Jetstar has not ruled out direct flights to Tauranga in the longer term as it goes head-to-head with Air New Zealand on regional routes later this year.
Jetstar announced yesterday it would start flying to regional destinations in New Zealand from later this year, bringing what it said was much-needed competition and more affordable fares to travellers outside the country's main centres.
New destinations being considered included Napier, Hamilton, Rotorua, New Plymouth, Palmerston North, Nelson and Invercargill.
While Tauranga was not considered for the initial uptake, Alan Joyce, chief executive of Jetstar's parent company Qantas, said it would look at expanding its operations to more regions in the future.
The first operations would start in December, with four destinations expected to be up-and-running by the end of the New Year.
The aircraft would be 10-year-old Australian 50-seat Bombardier Q300 turbo-props.
Jetstar managers would visit regional centres during the next two months to meet airports, local government, and business, travel and tourism representatives to determine the first regional destinations.
The services would bring huge economic benefits to the regions and could also expect big drops in usual regional prices, Mr Joyce said.
"When we entered the domestic market in 2009, fares came down by 40 per cent. That's the typical reduction you see across the board when our low-cost carriers come in."
More details of price would be included in Jetstar's commercial announcement in September, with prices affected by local partnerships.
"We're calling on local communities to get behind us," Mr Joyce said. "If they want competition and low airfares, we'll need their support."
Jetstar's Corporate communications manager Phil Boeyen said the company had looked at Tauranga and it would be considered later on if it came up on its radar.
"We'll be happy to look at Tauranga if the support and numbers are there.
"We're looking at the numbers we think would be best in the future. It's about looking in the long-term and wherever growth is, but we would be happy to hear from Tauranga," he said.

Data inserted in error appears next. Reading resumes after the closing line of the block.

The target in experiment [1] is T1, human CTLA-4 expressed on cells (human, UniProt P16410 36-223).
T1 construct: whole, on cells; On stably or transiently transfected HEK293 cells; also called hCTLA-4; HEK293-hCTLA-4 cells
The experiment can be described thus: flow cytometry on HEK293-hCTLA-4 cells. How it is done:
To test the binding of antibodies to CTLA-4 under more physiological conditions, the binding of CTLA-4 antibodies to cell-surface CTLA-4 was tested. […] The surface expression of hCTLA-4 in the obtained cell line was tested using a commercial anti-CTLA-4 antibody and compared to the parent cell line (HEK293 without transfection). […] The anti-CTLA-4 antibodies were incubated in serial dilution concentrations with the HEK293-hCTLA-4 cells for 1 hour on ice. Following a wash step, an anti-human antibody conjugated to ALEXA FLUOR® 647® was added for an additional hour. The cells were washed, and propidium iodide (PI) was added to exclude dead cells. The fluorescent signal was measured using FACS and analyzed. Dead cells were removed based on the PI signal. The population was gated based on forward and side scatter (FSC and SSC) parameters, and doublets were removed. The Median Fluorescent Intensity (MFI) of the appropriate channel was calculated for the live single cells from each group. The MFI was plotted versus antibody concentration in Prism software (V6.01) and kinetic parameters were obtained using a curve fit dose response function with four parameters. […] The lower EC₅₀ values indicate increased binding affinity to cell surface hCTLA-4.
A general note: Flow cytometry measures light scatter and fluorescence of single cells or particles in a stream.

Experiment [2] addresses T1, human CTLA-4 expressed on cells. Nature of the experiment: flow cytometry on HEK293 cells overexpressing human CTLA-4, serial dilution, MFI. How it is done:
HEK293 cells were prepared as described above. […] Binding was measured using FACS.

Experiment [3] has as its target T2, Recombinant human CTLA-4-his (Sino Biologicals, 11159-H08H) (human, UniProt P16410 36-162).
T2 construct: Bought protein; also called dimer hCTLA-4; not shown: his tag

Community support for Jetstar to fly to and from Tauranga domestically would draw the company's attention, he said.
"If there's lots of support there that would get on our radar then we would be happy to look at Tauranga."
Prime Minister and Minster for Tourism John Key said the regions should be "openly cheering" following the announcement. "This is going to give New Zealanders more opportunities to visit family; businessmen another way to take trips; and international tourists another way to visit key tourism destinations in New Zealand."
The country's regions were making an important contribution to the economy through tourism, niche-manufacturing, winemaking, forestry, agriculture and horticulture and the extra air would help connect them, he said.
"Today's commitment is more good news for New Zealand and for the regions," Mr Key said.
The new regional destinations would connect to the broader Qantas Group network, including both Qantas and Jetstar flying across the Tasman.
In November Mayor Stuart Crosby backed calls for cheaper travel into Tauranga.
Following yesterday's announcement he said the key "good thing" was Jetstar moving from the main trunk air services into regional provinces.
"If they are going to get to Rotorua I think it's a very good thing, that's the closest airport to Tauranga."
•Jetstar Airways is based in Australia and New Zealand (wholly owned by the Qantas Group).
•In 2009, Jetstar commenced daily direct services from Auckland to Gold Coast and Sydney and later that year started domestic New Zealand flights between Auckland, Wellington, Christchurch and Queenstown.